Suspect Tells Court 'Usama Is Alive' in Case of Attempted Christmas Day Jet Bombing

The Nigerian man accused of trying to blow up a jet on Christmas 2009 caused a stir in court Wednesday, shouting "Usama is alive!" and "Allah Akbar!" during the questioning of potential jurors in his case.

Umar Farouk Abdulmutallab, 24, who is accused of trying detonate explosives hidden in his underwear on a Detroit-bound plane,  sat through final pretrial motions and instructions to 250 potential jurors in a federal court.

Abdulmutallab, wearing a black skullcap, long white T-shirt and khaki pants, was on the eighth floor of the courthouse watching by video conference as District Court Judge Nancy Edmunds distributed questionnaires to the jury candidates down on the first floor of the courthouse. The separation was "for security reasons," the U.S. Marshals said.

Abdulmutallab's outbursts were in reply to Edmunds as she mentioned his name to the jury. He then continued the drama by refusing to stand up, and instead putting his feet on the desk in front of him. U.S. Marshals standing nearby forced him to comply.

At one point, the defense tried unsuccessfully to get the case moved out of Detroit and get Abdulmutallab freed. The suspect said he shouldn’t be judged by U.S. law and calmly told Edmunds, “I’m judged by the Koran ... Allow me to practice my religion the way I’m supposed to.”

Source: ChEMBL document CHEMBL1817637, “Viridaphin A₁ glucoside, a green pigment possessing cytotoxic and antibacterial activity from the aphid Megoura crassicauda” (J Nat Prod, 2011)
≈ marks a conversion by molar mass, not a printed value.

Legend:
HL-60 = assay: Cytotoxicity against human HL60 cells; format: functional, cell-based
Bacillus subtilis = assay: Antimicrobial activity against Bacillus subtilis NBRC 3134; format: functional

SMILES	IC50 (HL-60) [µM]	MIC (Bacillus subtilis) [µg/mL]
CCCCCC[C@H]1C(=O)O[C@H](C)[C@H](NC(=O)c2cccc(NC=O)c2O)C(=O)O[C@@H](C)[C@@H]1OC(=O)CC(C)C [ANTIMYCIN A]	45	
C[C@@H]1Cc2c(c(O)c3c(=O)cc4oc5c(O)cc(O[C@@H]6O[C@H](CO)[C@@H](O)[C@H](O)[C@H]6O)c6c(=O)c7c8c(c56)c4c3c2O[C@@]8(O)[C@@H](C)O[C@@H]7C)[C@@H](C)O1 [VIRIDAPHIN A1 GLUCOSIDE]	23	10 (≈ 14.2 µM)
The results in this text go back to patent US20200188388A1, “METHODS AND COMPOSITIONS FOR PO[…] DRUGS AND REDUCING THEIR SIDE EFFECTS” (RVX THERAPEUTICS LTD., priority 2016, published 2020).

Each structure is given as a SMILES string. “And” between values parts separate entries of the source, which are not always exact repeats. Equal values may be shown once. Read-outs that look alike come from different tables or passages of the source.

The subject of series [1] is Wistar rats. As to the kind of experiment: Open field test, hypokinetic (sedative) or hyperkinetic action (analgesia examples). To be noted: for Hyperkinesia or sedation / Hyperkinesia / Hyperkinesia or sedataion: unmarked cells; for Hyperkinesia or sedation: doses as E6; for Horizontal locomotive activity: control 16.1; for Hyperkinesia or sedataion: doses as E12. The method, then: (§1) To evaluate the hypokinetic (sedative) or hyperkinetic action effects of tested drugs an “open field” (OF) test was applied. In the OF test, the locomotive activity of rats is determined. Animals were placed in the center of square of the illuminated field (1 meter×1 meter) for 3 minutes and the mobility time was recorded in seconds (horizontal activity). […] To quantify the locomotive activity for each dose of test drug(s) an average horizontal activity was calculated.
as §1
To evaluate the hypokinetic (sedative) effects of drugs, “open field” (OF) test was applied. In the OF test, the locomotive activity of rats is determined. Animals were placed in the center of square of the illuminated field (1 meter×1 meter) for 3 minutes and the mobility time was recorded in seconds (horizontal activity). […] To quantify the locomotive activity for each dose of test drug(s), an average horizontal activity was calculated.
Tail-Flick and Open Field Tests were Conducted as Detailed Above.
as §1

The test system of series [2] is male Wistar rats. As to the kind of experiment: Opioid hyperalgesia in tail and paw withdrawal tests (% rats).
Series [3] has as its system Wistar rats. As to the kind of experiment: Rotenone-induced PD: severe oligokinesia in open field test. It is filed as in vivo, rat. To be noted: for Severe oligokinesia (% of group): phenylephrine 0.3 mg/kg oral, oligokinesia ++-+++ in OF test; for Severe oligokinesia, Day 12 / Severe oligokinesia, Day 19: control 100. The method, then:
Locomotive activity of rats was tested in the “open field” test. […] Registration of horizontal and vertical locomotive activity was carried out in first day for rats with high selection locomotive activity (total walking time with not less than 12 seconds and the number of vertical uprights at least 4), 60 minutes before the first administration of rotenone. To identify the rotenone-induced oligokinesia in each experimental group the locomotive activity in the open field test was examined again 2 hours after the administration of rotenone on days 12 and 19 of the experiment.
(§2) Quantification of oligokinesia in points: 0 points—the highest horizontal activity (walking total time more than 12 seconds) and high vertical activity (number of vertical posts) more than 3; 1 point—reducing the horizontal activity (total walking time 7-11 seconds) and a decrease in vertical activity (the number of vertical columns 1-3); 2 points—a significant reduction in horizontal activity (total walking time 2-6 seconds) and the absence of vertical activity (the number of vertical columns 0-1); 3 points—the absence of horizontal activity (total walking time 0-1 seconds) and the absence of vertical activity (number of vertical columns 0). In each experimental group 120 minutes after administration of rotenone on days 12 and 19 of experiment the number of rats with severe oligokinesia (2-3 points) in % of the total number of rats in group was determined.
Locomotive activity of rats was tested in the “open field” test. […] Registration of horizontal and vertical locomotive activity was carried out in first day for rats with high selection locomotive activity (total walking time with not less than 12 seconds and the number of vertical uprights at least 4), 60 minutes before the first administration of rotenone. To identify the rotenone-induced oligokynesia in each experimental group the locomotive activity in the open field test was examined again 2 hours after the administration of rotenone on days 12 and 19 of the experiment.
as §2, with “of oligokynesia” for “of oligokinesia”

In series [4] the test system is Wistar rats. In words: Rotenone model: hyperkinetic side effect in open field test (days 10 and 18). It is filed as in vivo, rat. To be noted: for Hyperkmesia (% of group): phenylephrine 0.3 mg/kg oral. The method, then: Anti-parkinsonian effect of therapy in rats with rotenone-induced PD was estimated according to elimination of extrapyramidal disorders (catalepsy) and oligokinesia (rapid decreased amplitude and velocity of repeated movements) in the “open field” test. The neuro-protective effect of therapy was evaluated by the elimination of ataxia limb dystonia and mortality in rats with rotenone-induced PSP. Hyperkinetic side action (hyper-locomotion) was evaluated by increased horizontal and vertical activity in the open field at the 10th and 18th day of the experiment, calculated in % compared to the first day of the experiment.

During later pretrial motions, Adulmutallab seemed calmer and more respectful. He sat quietly with his hands clasped in front of him as his court-appointed legal advisor, Anthony Chambers, stood nearby to confer with him. During the courtroom break, the defendant threw a white button-down shirt over his T-shirt but left it unbuttoned.

When Edmunds suggested Abdulmutallab button his shirt, in order to make a better impression with the jurors, he buttoned it up only about halfway.

There are several issues being raised in the final pretrial motions. Prosecutors want to include as evidence comments the defendant made just after the alleged bombing attempt, as he was being treated at the hospital. A nurse, Julia Longenecker, was called to testify that Abdulmutallab was badly burned "on his scrotum, thigh and the shaft of his penis" because the device apparently ignited in his underwear before he was able to completely pull it out.

A potent pain reliever, Fentanyl, was used to treat him, because the areas where he was burned "would be very painful," Longenecker said, although she testified that Abdulmutallab was lucid and "appropriate" in answering her questions.

In what may have been a victory for the defense, FBI Agent Tim Waters testified that Abdulmutallab wasn't read his Miranda rights before or during questioning at the hospital.

Contrary to initial reports that the suspect had been recruited for a terror mission, Waters testified that Abdulmutallab said he went searching for Al Qaeda and eventually found members in a mosque.

When asked why he chose Christmas Day for his attack, the defendant apparently told Walters that it had no significance.

Jury selection begins Oct. 4. The trial is scheduled to begin Oct. and take about four weeks.